What is time frame in which a bank must credit the consumer's account for fraudulent wire transfers? The transfers were allegedly processed via the consumer's hacked email. The bank did not verify with the consumer prior to releasing the wires.
Regulation E states the investigation of a dispute must be completed within 10 business days if written notice is given, but can take as long as 45 days if oral notice is given. If a customer calls the bank to report a disputed charge on their account related to their debit card on a Monday, comes in person to sign the dispute affidavit on Wednesday in order to receive provisional credit, is the investigation to be completed 45 calendar days from Monday or 10 business days from Wednesday?
We are not yet partnered with Zelle. If a customer uses the app to transfer funds and the funds do not reach the receiving end, is it a Reg E matter?
I have someone that entered their debit card for Apple purchases. They are claiming that they only authorized a few transactions and the rest are fraudulent (even though there are "authorized" transactions in the middle of the "unauthorized" transactions). Is this customer covered under Regulation E? They are claiming these charges started back in January 2020.
So, we have a customer that continues to have unauthorized charges on their debit card. We believe that someone in her house is doing these charges, but have no proof. Other than revoking her debit card privileges, is there anything else we can do? We cannot deny her disputes just because we believe someone in her house is doing them, right?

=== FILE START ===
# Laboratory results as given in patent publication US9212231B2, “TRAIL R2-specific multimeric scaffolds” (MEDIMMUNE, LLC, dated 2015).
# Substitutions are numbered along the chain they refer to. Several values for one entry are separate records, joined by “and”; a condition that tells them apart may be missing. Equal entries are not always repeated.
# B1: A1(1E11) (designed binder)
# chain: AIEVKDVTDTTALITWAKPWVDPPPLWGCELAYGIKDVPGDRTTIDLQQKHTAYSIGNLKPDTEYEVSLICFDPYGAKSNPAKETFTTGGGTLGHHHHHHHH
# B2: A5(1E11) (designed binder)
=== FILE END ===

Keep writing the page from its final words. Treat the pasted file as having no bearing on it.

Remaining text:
Is the financial institution required to accept a Reg E Claim for a customer who states that he/she purchased a gift card and later finds out it was a scam? The customer has already contacted the merchant and the merchant has blocked further usage of the gift card and has notified our customer that they will credit her the funds that were not used but they will not credit her for the funds that have been used. The bank is not responsible for submitting a claim to the merchant for those funds, correct? In this case, the customer is responsible for the amount that was used by the scammer? Example: Customer purchased a $300 Amazon Gift card, finds out it was a scam, contacts Amazon, Amazon notifies him that $100 has already been used but they have blocked the card and will issue him credit for $200, and now the customer wants to file a claim to get the $100 back.
Can a POS transaction be returned for insufficient funds and charged an overdraft fee if our bank does not offer overdraft protection? Would there
be a benefit for a customer to "Opt In" if we continue to not offer overdraft protection?
We were notified by a customer on September 27, 2019 that there are 72 POS debits totaling $1,373.01 from PlayStation on her account that she did not
authorize. Since Visa will only allow us to go back 120 days for disputes, how much of these transactions is the bank responsible to refund to the
I had a member who filled out a Reg E dispute for a subscription that was coming out of her account for months. After she filed the dispute she closed
out her account. Does Reg E say I have to file the dispute? I don't have an account/membership to give her access to the funds or pull from if this is a
What avenues of recovery are there for an issuing bank where their customer is killed abroad, and fraudulent transactions are made by the perpetrator after the killing and subsequent theft? The killing occurred 26 days ago, and the transactions occurred the day of the killing and the following day.To make matters worse, the card used was a MasterCard debit card, and the perpetrator somehow obtained access to the PIN.